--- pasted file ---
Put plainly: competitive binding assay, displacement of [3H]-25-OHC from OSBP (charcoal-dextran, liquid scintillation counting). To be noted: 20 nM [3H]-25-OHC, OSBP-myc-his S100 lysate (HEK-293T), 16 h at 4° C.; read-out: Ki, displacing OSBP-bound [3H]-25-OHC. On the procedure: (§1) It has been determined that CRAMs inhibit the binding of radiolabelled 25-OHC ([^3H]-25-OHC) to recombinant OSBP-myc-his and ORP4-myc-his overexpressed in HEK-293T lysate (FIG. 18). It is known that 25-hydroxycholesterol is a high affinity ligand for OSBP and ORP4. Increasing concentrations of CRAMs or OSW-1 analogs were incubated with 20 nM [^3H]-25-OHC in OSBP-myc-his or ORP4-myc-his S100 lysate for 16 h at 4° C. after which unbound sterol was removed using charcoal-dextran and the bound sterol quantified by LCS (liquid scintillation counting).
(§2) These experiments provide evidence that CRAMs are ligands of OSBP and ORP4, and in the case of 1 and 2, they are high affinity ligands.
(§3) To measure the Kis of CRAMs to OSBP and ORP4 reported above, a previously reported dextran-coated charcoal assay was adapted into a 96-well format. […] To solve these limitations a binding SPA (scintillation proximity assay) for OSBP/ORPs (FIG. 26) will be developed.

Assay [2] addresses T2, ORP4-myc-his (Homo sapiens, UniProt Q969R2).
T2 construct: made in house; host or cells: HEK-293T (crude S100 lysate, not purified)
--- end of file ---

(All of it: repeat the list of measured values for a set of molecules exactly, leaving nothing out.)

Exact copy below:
Put plainly: competitive binding assay, displacement of [3H]-25-OHC from OSBP (charcoal-dextran, liquid scintillation counting). To be noted: 20 nM [3H]-25-OHC, OSBP-myc-his S100 lysate (HEK-293T), 16 h at 4° C.; read-out: Ki, displacing OSBP-bound [3H]-25-OHC. On the procedure: (§1) It has been determined that CRAMs inhibit the binding of radiolabelled 25-OHC ([^3H]-25-OHC) to recombinant OSBP-myc-his and ORP4-myc-his overexpressed in HEK-293T lysate (FIG. 18). It is known that 25-hydroxycholesterol is a high affinity ligand for OSBP and ORP4. Increasing concentrations of CRAMs or OSW-1 analogs were incubated with 20 nM [^3H]-25-OHC in OSBP-myc-his or ORP4-myc-his S100 lysate for 16 h at 4° C. after which unbound sterol was removed using charcoal-dextran and the bound sterol quantified by LCS (liquid scintillation counting).
(§2) These experiments provide evidence that CRAMs are ligands of OSBP and ORP4, and in the case of 1 and 2, they are high affinity ligands.
(§3) To measure the Kis of CRAMs to OSBP and ORP4 reported above, a previously reported dextran-coated charcoal assay was adapted into a 96-well format. […] To solve these limitations a binding SPA (scintillation proximity assay) for OSBP/ORPs (FIG. 26) will be developed.

Assay [2] addresses T2, ORP4-myc-his (Homo sapiens, UniProt Q969R2).
T2 construct: made in house; host or cells: HEK-293T (crude S100 lysate, not purified)